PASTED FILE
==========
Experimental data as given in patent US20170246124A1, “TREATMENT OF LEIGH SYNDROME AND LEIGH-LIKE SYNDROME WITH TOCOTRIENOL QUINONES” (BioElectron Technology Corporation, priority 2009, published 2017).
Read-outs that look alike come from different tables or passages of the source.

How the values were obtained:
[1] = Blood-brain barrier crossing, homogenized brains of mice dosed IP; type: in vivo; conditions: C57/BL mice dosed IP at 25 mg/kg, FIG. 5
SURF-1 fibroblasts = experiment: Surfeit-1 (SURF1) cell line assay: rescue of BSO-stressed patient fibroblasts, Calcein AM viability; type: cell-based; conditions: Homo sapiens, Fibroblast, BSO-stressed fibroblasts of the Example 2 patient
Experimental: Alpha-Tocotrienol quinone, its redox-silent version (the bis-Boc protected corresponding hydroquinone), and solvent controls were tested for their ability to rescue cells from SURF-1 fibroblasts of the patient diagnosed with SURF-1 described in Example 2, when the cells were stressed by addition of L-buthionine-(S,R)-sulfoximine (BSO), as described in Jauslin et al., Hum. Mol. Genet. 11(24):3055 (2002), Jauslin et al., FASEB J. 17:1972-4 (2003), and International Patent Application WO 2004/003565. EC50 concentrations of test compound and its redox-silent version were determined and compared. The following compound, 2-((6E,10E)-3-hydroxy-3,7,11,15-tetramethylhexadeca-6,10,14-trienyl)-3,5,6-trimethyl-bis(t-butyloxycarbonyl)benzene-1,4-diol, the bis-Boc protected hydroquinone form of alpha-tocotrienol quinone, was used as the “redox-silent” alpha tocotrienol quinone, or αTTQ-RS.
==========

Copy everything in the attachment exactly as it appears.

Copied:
Experimental data as given in patent US20170246124A1, “TREATMENT OF LEIGH SYNDROME AND LEIGH-LIKE SYNDROME WITH TOCOTRIENOL QUINONES” (BioElectron Technology Corporation, priority 2009, published 2017).
Read-outs that look alike come from different tables or passages of the source.

How the values were obtained:
[1] = Blood-brain barrier crossing, homogenized brains of mice dosed IP; type: in vivo; conditions: C57/BL mice dosed IP at 25 mg/kg, FIG. 5
SURF-1 fibroblasts = experiment: Surfeit-1 (SURF1) cell line assay: rescue of BSO-stressed patient fibroblasts, Calcein AM viability; type: cell-based; conditions: Homo sapiens, Fibroblast, BSO-stressed fibroblasts of the Example 2 patient
Experimental: Alpha-Tocotrienol quinone, its redox-silent version (the bis-Boc protected corresponding hydroquinone), and solvent controls were tested for their ability to rescue cells from SURF-1 fibroblasts of the patient diagnosed with SURF-1 described in Example 2, when the cells were stressed by addition of L-buthionine-(S,R)-sulfoximine (BSO), as described in Jauslin et al., Hum. Mol. Genet. 11(24):3055 (2002), Jauslin et al., FASEB J. 17:1972-4 (2003), and International Patent Application WO 2004/003565. EC50 concentrations of test compound and its redox-silent version were determined and compared. The following compound, 2-((6E,10E)-3-hydroxy-3,7,11,15-tetramethylhexadeca-6,10,14-trienyl)-3,5,6-trimethyl-bis(t-butyloxycarbonyl)benzene-1,4-diol, the bis-Boc protected hydroquinone form of alpha-tocotrienol quinone, was used as the “redox-silent” alpha tocotrienol quinone, or αTTQ-RS.